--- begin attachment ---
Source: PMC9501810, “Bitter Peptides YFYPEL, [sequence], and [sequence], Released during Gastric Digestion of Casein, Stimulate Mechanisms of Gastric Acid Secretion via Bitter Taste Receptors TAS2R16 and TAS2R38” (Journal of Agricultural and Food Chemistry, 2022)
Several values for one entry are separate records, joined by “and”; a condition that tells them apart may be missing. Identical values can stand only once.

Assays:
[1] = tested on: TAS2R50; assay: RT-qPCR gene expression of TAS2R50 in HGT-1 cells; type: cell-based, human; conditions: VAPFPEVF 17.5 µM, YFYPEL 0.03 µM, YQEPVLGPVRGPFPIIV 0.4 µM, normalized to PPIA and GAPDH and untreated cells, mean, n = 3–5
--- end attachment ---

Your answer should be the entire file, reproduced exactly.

Source: PMC9501810, “Bitter Peptides YFYPEL, [sequence], and [sequence], Released during Gastric Digestion of Casein, Stimulate Mechanisms of Gastric Acid Secretion via Bitter Taste Receptors TAS2R16 and TAS2R38” (Journal of Agricultural and Food Chemistry, 2022)
Several values for one entry are separate records, joined by “and”; a condition that tells them apart may be missing. Identical values can stand only once.

Assays:
[1] = tested on: TAS2R50; assay: RT-qPCR gene expression of TAS2R50 in HGT-1 cells; type: cell-based, human; conditions: VAPFPEVF 17.5 µM, YFYPEL 0.03 µM, YQEPVLGPVRGPFPIIV 0.4 µM, normalized to PPIA and GAPDH and untreated cells, mean, n = 3–5